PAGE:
"I would say it’s an inspiring book. It’s a story about a girl named Isla who is struggling in her life right now because her brother Corey has just passed away as he was ill, then her parents got different jobs and moved to a different place near a beach. To help her feel better, Isla starts to have dreams about Corey. I think it’s a moving story because it shows Isla getting through a difficult time in her life while at the same time showing that she will never forget or stop loving her brother. Isla’s dreams and imagination really helped her to overcome how sad she was."

Leia offered: "It’s quite an interesting story because Isla thinks her brother has become a Selkie and she can see him from Corey’s Rock whenever she likes.”

It was really good to hear the girls sharing their ideas about the book: 

Coco: "I don’t understand why Corey’s mum wouldn’t go to see the rock."

Leia: "I think it’s because she was too sad"

Coco felt that the story could "Give a comforting message to people who are in the same situation as Isla.” For this reason, although the overarching theme of bereavement is sad, she found it inspiring and enjoyable. 

Both girls felt (Isla’s friend) Magnus was an interesting character because "He seems to know a lot about Isla before she arrived on the island” Coco observed.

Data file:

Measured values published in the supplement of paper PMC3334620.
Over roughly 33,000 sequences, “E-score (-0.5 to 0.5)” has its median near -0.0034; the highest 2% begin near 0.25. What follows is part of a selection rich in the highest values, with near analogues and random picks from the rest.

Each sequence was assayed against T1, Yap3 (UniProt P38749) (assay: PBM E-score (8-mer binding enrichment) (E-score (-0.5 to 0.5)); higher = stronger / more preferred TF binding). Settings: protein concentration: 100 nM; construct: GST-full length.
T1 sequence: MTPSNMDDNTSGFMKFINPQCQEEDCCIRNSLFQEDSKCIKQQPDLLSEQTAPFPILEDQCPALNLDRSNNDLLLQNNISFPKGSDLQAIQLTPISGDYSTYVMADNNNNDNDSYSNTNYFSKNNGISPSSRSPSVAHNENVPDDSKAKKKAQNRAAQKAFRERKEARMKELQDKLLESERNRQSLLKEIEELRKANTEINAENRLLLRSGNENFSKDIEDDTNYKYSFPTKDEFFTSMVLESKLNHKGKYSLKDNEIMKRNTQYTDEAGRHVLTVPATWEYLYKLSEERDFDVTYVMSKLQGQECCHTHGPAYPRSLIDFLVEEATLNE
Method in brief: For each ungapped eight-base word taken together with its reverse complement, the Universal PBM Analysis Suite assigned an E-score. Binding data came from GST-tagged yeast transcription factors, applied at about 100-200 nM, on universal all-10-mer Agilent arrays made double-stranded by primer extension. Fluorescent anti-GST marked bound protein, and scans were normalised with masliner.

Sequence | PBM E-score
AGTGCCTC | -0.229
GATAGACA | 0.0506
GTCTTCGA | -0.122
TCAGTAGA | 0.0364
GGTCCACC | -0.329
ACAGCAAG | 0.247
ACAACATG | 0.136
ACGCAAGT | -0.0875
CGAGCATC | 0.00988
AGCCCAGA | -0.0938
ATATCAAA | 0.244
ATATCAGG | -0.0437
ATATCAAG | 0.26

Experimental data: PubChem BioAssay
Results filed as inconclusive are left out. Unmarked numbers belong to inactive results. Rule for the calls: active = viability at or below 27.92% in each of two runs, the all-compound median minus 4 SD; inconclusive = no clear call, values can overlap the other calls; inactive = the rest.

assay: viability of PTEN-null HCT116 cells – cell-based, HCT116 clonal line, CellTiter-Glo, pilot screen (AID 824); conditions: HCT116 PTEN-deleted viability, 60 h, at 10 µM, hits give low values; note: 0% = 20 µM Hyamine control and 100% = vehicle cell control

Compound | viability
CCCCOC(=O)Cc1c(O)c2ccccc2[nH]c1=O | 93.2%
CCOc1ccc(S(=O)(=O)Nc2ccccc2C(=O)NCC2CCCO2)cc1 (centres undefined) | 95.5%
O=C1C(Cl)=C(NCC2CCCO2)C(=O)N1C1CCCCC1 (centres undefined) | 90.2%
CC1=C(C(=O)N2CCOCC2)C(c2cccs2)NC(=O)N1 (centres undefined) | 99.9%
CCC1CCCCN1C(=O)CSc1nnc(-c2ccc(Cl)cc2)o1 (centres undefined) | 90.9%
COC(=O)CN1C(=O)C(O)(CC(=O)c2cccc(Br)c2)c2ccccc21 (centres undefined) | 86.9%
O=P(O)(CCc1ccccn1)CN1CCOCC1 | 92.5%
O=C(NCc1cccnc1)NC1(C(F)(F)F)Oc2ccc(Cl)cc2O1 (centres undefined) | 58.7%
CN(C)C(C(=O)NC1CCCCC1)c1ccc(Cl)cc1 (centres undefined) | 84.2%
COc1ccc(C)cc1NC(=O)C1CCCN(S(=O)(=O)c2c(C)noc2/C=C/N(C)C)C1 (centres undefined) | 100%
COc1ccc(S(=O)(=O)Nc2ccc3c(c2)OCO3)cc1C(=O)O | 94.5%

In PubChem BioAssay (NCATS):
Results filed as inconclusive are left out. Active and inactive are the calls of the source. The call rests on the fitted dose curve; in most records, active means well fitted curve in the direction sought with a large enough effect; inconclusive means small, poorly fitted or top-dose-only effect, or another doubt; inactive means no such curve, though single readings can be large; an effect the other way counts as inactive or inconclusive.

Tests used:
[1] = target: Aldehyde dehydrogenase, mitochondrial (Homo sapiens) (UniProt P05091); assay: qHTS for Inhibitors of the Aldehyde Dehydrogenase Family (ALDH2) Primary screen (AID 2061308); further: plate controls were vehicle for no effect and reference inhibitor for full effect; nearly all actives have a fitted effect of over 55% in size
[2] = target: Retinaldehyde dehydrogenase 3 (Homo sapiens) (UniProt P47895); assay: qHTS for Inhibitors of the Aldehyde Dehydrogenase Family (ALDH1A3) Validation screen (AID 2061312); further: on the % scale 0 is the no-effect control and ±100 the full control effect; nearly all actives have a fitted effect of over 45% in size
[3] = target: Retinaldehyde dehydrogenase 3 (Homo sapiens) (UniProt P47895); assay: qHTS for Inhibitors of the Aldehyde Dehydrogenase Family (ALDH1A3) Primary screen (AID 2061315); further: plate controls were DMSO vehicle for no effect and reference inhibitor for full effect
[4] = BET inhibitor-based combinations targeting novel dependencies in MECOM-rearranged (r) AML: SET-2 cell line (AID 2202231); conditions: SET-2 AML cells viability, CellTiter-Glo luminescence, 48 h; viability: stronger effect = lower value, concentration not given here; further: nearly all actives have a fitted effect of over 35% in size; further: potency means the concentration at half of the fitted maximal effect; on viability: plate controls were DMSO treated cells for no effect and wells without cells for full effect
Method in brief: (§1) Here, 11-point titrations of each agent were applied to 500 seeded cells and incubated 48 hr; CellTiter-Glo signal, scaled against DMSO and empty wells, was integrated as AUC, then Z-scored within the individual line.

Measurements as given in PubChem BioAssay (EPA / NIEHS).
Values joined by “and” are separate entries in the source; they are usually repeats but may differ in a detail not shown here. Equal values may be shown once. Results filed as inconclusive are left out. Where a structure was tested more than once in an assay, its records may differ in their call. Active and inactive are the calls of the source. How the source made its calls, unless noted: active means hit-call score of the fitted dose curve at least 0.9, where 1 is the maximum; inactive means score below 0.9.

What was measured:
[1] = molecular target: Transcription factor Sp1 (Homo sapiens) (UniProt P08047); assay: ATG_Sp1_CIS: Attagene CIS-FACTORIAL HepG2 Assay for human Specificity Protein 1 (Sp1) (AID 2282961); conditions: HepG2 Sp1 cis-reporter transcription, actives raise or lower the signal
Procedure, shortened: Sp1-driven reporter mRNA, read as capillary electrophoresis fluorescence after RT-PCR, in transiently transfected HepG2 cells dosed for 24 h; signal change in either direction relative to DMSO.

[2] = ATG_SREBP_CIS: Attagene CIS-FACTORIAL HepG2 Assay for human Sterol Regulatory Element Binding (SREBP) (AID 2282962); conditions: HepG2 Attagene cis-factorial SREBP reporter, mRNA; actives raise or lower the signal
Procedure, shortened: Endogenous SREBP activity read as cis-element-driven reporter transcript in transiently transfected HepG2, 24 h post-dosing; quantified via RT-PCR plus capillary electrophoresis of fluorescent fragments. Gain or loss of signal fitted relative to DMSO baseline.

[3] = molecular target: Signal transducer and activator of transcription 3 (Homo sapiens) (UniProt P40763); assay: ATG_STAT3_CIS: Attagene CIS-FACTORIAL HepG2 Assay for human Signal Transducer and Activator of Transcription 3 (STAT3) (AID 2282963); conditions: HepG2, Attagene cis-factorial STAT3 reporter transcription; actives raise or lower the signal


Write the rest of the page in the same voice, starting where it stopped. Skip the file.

Leia added "And he drew a picture of Corey’s Rock which Isla found when she went to the library to borrow Selkie books” Leia also noticed that Magnus was wearing a hearing aid and wanted to know more about why he had it. 

Some words and phrases in the book were repeated, giving elements of the story a hypnotic, dream-like quality. Leia was really quick to spot this repetition and made a connection as to why this was done: "Mummy, I think the reason why she says ‘One by one' five times is because Corey had five birthdays and five years on planet Earth.” 

Favourite things about the book

Each one commented that the illustrations were their favourite thing about the book - they really studied them and enjoyed counting the starfish on the sand and the seals in the sea.

Leia said: " I really liked seeing the five petals for Corey because they look like little hearts."  Coco: I liked the picture of Isla finding the seal skin because she said it felt like holding Corey again when he was alive. It’s special because she’s remembering good times. It reminds me of ‘Wonder (by RJ Palacio) and Auggie’s story because that’s also a happy-sad story."